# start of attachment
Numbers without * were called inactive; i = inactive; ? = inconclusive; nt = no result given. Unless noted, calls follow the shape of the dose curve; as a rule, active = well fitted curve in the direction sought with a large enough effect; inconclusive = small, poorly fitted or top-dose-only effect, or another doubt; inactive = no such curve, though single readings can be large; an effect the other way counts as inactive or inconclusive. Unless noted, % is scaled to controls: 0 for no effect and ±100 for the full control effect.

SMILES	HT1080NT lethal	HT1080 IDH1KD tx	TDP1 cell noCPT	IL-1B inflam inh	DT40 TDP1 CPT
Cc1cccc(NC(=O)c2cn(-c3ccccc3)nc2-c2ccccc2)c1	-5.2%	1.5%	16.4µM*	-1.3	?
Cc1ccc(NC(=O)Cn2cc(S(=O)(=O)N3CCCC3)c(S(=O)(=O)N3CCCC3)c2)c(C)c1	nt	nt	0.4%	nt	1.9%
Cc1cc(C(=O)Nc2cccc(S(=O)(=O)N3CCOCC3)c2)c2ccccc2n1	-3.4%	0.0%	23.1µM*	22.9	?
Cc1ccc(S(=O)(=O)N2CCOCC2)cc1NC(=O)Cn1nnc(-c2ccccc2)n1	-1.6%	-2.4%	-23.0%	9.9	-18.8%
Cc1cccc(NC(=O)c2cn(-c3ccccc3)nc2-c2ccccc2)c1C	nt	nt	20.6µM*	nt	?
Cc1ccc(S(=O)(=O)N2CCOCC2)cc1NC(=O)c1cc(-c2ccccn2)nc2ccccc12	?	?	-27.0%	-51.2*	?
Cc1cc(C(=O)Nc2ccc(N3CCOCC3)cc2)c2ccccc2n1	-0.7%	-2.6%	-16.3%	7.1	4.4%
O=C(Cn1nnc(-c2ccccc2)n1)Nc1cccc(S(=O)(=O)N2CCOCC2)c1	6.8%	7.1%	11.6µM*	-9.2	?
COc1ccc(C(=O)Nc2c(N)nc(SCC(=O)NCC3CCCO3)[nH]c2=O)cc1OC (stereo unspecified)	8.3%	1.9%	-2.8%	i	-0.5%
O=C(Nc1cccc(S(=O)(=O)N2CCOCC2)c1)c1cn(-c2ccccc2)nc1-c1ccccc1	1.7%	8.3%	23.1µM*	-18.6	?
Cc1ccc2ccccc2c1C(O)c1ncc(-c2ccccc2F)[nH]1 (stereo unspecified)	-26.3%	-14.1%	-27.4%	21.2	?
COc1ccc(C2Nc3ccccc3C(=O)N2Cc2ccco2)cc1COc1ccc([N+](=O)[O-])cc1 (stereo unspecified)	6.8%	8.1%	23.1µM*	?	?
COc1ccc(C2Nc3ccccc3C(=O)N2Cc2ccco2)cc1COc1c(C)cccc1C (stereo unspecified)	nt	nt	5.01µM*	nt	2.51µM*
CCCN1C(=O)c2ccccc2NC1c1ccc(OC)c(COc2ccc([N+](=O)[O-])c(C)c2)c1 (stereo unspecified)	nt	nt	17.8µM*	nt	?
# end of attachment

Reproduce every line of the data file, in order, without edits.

Numbers without * were called inactive; i = inactive; ? = inconclusive; nt = no result given. Unless noted, calls follow the shape of the dose curve; as a rule, active = well fitted curve in the direction sought with a large enough effect; inconclusive = small, poorly fitted or top-dose-only effect, or another doubt; inactive = no such curve, though single readings can be large; an effect the other way counts as inactive or inconclusive. Unless noted, % is scaled to controls: 0 for no effect and ±100 for the full control effect.

SMILES	HT1080NT lethal	HT1080 IDH1KD tx	TDP1 cell noCPT	IL-1B inflam inh	DT40 TDP1 CPT
Cc1cccc(NC(=O)c2cn(-c3ccccc3)nc2-c2ccccc2)c1	-5.2%	1.5%	16.4µM*	-1.3	?
Cc1ccc(NC(=O)Cn2cc(S(=O)(=O)N3CCCC3)c(S(=O)(=O)N3CCCC3)c2)c(C)c1	nt	nt	0.4%	nt	1.9%
Cc1cc(C(=O)Nc2cccc(S(=O)(=O)N3CCOCC3)c2)c2ccccc2n1	-3.4%	0.0%	23.1µM*	22.9	?
Cc1ccc(S(=O)(=O)N2CCOCC2)cc1NC(=O)Cn1nnc(-c2ccccc2)n1	-1.6%	-2.4%	-23.0%	9.9	-18.8%
Cc1cccc(NC(=O)c2cn(-c3ccccc3)nc2-c2ccccc2)c1C	nt	nt	20.6µM*	nt	?
Cc1ccc(S(=O)(=O)N2CCOCC2)cc1NC(=O)c1cc(-c2ccccn2)nc2ccccc12	?	?	-27.0%	-51.2*	?
Cc1cc(C(=O)Nc2ccc(N3CCOCC3)cc2)c2ccccc2n1	-0.7%	-2.6%	-16.3%	7.1	4.4%
O=C(Cn1nnc(-c2ccccc2)n1)Nc1cccc(S(=O)(=O)N2CCOCC2)c1	6.8%	7.1%	11.6µM*	-9.2	?
COc1ccc(C(=O)Nc2c(N)nc(SCC(=O)NCC3CCCO3)[nH]c2=O)cc1OC (stereo unspecified)	8.3%	1.9%	-2.8%	i	-0.5%
O=C(Nc1cccc(S(=O)(=O)N2CCOCC2)c1)c1cn(-c2ccccc2)nc1-c1ccccc1	1.7%	8.3%	23.1µM*	-18.6	?
Cc1ccc2ccccc2c1C(O)c1ncc(-c2ccccc2F)[nH]1 (stereo unspecified)	-26.3%	-14.1%	-27.4%	21.2	?
COc1ccc(C2Nc3ccccc3C(=O)N2Cc2ccco2)cc1COc1ccc([N+](=O)[O-])cc1 (stereo unspecified)	6.8%	8.1%	23.1µM*	?	?
COc1ccc(C2Nc3ccccc3C(=O)N2Cc2ccco2)cc1COc1c(C)cccc1C (stereo unspecified)	nt	nt	5.01µM*	nt	2.51µM*
CCCN1C(=O)c2ccccc2NC1c1ccc(OC)c(COc2ccc([N+](=O)[O-])c(C)c2)c1 (stereo unspecified)	nt	nt	17.8µM*	nt	?